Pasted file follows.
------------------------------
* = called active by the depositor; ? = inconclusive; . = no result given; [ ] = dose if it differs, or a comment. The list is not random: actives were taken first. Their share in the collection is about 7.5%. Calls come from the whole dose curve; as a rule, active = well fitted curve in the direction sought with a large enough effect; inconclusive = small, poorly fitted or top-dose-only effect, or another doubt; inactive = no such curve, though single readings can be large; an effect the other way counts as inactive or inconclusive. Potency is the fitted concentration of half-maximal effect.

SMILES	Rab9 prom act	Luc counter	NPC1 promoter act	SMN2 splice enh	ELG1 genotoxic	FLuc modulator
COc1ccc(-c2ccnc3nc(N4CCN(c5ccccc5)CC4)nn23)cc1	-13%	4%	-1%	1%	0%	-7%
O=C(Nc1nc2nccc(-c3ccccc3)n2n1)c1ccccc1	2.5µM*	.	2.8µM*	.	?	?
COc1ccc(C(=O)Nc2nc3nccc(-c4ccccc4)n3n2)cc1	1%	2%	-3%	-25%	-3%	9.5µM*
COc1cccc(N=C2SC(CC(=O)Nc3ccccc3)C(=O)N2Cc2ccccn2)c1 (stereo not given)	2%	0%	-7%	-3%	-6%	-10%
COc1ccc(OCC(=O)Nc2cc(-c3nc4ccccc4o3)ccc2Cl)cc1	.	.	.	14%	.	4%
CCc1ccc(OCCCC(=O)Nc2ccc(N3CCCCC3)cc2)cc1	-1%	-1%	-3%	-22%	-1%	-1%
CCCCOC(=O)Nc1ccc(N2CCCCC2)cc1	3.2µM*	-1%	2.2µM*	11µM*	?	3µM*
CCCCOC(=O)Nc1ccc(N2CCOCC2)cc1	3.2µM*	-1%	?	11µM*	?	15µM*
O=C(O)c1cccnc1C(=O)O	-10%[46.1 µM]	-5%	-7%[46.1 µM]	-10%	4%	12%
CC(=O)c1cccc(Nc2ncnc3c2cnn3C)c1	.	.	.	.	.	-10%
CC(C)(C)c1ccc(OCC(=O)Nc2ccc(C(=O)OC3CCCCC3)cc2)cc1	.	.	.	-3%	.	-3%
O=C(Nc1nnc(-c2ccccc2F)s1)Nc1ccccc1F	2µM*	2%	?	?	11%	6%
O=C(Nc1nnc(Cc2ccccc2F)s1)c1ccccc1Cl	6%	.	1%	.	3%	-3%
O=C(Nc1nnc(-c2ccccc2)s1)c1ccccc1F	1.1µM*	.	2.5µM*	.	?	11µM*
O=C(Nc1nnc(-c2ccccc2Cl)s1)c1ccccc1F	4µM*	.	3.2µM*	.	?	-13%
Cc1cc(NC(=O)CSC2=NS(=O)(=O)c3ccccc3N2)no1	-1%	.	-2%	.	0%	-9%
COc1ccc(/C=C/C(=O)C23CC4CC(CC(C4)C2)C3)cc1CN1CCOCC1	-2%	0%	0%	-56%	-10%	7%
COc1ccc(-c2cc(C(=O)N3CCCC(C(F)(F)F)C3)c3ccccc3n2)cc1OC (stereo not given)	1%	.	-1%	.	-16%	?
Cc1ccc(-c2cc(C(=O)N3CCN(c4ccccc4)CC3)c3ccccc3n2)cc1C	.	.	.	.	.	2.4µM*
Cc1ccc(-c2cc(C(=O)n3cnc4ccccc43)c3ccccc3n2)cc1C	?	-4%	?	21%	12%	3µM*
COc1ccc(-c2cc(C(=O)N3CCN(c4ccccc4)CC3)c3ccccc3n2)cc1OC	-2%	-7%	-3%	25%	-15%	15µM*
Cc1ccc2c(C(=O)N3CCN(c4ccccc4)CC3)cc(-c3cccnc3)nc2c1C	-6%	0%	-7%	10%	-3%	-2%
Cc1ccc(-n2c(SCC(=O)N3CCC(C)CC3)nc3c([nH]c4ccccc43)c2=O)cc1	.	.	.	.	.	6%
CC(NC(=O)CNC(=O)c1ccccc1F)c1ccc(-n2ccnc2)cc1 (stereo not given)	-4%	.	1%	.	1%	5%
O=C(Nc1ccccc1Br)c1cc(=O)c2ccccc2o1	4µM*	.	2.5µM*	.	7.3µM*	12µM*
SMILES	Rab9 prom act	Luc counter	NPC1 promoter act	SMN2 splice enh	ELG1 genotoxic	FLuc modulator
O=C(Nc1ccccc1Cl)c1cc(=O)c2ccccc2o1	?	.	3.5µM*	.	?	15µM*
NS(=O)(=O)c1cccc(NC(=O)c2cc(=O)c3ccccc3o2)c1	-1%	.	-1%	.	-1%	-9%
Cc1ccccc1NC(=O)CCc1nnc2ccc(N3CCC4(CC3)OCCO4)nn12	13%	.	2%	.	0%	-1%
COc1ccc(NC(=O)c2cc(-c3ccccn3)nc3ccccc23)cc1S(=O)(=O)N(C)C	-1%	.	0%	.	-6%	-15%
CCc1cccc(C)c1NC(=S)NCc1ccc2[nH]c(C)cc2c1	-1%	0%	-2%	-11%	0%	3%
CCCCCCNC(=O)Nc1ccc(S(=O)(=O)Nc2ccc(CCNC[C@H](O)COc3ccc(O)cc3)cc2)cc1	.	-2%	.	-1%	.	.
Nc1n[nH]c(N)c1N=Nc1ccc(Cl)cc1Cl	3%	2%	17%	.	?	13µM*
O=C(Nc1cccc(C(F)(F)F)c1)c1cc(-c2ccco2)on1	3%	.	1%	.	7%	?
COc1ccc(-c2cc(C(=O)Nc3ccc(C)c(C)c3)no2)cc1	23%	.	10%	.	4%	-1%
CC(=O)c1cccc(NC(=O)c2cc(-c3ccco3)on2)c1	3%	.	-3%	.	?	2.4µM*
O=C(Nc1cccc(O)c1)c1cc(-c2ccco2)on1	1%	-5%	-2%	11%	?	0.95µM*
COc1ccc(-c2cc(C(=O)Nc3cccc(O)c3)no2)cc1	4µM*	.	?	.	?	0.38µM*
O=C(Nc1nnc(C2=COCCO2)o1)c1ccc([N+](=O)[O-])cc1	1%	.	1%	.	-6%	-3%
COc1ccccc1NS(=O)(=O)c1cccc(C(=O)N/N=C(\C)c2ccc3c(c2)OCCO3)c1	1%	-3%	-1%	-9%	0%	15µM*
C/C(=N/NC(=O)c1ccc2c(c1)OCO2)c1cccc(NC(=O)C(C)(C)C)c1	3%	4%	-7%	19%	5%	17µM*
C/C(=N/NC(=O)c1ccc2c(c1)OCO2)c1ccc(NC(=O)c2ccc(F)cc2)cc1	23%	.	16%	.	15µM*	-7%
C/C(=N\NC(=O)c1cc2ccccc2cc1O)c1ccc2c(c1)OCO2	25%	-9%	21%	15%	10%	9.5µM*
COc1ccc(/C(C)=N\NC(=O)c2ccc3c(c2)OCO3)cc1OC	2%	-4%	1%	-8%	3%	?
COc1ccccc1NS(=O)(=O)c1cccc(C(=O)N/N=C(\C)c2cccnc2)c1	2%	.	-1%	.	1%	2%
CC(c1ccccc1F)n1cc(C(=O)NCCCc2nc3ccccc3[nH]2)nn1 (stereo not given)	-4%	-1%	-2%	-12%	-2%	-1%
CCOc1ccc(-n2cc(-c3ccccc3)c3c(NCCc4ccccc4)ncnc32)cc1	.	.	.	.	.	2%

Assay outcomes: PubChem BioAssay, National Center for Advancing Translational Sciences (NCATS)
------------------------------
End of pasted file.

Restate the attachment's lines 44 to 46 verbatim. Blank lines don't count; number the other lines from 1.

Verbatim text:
C/C(=N/NC(=O)c1ccc2c(c1)OCO2)c1ccc(NC(=O)c2ccc(F)cc2)cc1	23%	.	16%	.	15µM*	-7%
C/C(=N\NC(=O)c1cc2ccccc2cc1O)c1ccc2c(c1)OCO2	25%	-9%	21%	15%	10%	9.5µM*
COc1ccc(/C(C)=N\NC(=O)c2ccc3c(c2)OCO3)cc1OC	2%	-4%	1%	-8%	3%	?